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MFA for Educators

Engage your students with the collections of the Museum of Fine Arts, Boston, to illustrate themes and concepts in any discipline.

Self Portraits

GOAL: Children will be able to identity several European self-portraits and look  how artist's choice in materials, size and function of their work can add to the interpretation of the piece. By looking at the different self portraits it will be evident that self-portraiture is a represenational genre, not just in the physical representation of the artist but in all aspects and choices of the final piece.  

OBJECTS (see specific slides for details and questions on each piece):

1. Saint Luke Drawing the Virgin,  93.153, William A. Coolidge Gallery (Northern Europe, 1400–1600) - 243A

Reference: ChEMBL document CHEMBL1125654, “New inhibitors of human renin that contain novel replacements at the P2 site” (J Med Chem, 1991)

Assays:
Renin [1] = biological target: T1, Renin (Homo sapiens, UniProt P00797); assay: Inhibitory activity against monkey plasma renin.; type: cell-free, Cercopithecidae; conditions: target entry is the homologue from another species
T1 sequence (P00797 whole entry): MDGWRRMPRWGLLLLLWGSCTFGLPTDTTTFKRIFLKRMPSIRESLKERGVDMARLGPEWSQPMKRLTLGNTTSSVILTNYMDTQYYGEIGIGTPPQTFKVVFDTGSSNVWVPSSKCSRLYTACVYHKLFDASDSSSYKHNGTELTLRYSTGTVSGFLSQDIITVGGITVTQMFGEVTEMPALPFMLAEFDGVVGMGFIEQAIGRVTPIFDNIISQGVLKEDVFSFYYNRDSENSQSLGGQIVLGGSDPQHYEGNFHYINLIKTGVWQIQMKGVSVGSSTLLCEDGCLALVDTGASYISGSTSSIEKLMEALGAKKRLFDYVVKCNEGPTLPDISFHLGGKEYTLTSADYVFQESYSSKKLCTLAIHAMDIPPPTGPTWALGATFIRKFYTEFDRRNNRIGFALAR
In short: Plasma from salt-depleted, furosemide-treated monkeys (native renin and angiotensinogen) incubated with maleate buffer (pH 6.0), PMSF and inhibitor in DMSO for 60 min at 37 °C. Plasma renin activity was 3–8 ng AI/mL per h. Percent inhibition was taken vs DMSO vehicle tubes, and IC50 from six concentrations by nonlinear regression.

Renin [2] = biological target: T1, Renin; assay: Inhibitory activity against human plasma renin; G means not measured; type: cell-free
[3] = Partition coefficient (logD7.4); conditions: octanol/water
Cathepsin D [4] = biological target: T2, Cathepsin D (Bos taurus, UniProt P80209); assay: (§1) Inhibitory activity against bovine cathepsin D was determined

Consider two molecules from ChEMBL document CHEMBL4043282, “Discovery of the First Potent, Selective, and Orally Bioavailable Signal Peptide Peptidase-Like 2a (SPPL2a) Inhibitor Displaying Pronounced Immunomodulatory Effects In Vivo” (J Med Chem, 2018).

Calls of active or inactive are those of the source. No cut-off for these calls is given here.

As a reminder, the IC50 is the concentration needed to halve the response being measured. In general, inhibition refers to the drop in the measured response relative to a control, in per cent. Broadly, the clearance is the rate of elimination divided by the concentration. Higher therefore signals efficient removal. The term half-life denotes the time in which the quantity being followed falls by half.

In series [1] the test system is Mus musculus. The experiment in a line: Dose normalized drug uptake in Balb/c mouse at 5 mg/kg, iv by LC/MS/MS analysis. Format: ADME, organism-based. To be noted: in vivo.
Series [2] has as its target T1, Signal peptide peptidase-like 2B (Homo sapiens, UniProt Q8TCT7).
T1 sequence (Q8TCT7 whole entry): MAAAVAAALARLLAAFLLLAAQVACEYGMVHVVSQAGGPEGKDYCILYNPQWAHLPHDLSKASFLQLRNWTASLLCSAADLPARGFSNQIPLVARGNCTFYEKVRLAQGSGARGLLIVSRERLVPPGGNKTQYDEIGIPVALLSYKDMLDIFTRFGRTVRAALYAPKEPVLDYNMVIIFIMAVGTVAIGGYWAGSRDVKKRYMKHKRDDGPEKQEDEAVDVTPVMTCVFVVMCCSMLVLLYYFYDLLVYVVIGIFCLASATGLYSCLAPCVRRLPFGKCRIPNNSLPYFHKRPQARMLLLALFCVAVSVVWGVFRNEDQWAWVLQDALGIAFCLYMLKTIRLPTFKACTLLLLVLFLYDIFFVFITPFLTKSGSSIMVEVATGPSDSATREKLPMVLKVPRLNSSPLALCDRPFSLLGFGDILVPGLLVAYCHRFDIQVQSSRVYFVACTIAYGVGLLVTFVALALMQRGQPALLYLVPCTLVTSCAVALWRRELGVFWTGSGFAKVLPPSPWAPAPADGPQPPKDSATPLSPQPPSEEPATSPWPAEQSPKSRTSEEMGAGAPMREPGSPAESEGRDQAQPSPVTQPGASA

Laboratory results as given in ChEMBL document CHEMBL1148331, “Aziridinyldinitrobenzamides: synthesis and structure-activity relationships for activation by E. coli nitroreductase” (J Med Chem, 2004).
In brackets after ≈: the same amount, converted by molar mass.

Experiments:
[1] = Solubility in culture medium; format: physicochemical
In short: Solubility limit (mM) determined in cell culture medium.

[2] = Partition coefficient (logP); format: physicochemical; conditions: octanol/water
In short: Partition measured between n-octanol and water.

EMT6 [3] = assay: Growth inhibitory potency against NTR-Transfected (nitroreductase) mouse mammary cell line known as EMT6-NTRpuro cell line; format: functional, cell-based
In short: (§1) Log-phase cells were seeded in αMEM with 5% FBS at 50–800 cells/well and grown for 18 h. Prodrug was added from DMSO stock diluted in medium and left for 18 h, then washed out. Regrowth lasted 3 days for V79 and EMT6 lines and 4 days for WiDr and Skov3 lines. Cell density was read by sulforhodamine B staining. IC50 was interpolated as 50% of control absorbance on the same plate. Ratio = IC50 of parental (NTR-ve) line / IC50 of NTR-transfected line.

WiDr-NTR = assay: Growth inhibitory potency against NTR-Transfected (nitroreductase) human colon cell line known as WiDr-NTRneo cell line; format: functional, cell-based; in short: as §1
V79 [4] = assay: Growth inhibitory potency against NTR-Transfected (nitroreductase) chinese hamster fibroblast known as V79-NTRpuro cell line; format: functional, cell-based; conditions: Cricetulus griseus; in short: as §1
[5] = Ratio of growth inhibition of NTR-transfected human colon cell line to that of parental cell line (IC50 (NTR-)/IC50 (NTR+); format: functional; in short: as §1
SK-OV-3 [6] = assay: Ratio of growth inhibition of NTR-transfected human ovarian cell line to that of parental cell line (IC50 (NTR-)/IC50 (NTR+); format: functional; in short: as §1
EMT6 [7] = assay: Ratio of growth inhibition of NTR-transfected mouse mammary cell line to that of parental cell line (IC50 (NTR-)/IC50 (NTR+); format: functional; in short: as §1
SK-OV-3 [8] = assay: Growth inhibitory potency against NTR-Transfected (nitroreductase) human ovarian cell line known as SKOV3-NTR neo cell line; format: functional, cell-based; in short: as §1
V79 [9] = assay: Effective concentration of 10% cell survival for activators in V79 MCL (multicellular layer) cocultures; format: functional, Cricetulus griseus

2. Self Portrait, 60.155, 3. Artist in His Studio, 38.1838, Art of the Netherlands in the 17th Century Gallery -242

4. Fantastic Inkwell, 1973.551a-d, Lorna and Robert Rosenberg Gallery (Europe, 1830–1900) - 252

5. Self Portrait with a Beret, 1972.950



Fantastic Creature- Children will make their own "fantastic" self portrait that serves as a functional object. either in a 2D or 3D format. making legs, tails and body out of dragon template or using markers and crayons to design their own. or using clay or other material to create a sculpture. examples: picture frame, pencil holder, bookmark. 

Self Portrait Jewlery- Children will create a piece of jewlery that will feature their self portrait on it. template was made out of paper using the egg die cut, and hole punching the piece in the top of the egg will allow for a piece of floss, string or pipe cleaner to go through. then using materials such as crayons, markers, feathers and scrap paper, children can individualize their self portraits. 


Variable to specific activity and medium using.